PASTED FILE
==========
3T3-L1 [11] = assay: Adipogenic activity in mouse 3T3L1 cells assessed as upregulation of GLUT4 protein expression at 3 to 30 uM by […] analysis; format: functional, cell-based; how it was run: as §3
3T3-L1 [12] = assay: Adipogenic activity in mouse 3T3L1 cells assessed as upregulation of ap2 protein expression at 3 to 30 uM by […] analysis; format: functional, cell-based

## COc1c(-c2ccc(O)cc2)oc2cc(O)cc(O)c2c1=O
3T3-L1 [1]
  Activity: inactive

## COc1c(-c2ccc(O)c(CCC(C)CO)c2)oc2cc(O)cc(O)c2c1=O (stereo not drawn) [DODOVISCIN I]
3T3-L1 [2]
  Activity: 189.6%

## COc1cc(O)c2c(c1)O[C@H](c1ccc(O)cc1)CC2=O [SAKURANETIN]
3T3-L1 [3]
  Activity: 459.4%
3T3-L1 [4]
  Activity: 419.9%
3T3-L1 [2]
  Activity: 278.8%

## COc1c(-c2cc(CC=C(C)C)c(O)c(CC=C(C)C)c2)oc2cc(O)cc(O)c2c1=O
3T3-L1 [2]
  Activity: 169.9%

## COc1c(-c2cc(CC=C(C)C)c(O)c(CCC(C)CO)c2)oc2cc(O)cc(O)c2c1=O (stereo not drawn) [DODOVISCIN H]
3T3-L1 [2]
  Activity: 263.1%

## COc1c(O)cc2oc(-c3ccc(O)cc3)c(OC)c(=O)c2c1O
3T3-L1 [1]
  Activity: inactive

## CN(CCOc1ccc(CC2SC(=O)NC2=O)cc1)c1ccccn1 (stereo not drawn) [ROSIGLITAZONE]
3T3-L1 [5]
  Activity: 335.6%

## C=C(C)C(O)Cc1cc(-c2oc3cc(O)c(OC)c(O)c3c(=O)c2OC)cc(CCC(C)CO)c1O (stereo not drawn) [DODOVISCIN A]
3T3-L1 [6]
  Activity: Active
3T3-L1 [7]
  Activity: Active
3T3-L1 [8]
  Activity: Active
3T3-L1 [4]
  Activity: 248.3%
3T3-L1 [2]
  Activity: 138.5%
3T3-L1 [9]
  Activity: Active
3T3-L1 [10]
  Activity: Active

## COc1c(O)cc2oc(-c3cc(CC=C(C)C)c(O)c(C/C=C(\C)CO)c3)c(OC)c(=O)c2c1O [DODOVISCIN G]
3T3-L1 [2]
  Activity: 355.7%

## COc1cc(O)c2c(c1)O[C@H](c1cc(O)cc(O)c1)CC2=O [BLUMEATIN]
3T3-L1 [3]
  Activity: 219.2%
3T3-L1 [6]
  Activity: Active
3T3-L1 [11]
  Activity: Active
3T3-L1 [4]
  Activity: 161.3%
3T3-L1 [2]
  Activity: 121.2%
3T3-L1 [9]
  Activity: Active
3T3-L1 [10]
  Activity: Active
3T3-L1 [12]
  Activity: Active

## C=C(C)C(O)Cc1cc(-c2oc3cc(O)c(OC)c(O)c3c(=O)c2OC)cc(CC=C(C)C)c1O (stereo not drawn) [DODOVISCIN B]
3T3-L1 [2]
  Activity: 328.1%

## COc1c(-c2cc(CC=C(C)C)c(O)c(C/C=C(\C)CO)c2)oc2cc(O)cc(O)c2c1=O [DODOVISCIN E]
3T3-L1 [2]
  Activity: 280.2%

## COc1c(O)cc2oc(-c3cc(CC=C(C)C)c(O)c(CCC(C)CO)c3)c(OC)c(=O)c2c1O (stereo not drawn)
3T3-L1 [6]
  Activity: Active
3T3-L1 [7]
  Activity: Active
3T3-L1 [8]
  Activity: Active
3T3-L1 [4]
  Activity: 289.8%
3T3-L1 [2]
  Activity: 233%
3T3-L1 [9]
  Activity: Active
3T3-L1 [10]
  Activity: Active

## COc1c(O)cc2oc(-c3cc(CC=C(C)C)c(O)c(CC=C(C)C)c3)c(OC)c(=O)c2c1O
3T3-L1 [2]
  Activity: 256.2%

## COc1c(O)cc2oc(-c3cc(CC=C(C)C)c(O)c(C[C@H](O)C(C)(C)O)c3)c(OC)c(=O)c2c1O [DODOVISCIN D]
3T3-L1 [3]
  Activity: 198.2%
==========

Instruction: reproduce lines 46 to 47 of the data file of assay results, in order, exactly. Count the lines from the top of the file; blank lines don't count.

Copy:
## COc1cc(O)c2c(c1)O[C@H](c1cc(O)cc(O)c1)CC2=O [BLUMEATIN]
3T3-L1 [3]